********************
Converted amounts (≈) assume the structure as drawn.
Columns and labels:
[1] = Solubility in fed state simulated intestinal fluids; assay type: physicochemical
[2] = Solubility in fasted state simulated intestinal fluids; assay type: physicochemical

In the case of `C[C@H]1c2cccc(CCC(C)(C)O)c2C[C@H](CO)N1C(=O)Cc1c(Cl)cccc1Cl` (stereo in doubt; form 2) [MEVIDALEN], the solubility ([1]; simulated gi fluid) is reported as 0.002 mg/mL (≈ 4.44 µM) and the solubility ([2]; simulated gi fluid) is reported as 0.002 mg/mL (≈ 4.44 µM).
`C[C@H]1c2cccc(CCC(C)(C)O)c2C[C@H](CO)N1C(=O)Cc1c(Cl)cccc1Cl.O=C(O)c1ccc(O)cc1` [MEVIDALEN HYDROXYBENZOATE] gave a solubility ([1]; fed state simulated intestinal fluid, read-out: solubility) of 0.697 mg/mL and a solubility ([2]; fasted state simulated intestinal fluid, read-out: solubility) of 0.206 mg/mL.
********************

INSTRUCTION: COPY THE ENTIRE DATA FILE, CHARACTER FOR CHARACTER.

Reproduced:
Converted amounts (≈) assume the structure as drawn.
Columns and labels:
[1] = Solubility in fed state simulated intestinal fluids; assay type: physicochemical
[2] = Solubility in fasted state simulated intestinal fluids; assay type: physicochemical

In the case of `C[C@H]1c2cccc(CCC(C)(C)O)c2C[C@H](CO)N1C(=O)Cc1c(Cl)cccc1Cl` (stereo in doubt; form 2) [MEVIDALEN], the solubility ([1]; simulated gi fluid) is reported as 0.002 mg/mL (≈ 4.44 µM) and the solubility ([2]; simulated gi fluid) is reported as 0.002 mg/mL (≈ 4.44 µM).
`C[C@H]1c2cccc(CCC(C)(C)O)c2C[C@H](CO)N1C(=O)Cc1c(Cl)cccc1Cl.O=C(O)c1ccc(O)cc1` [MEVIDALEN HYDROXYBENZOATE] gave a solubility ([1]; fed state simulated intestinal fluid, read-out: solubility) of 0.697 mg/mL and a solubility ([2]; fasted state simulated intestinal fluid, read-out: solubility) of 0.206 mg/mL.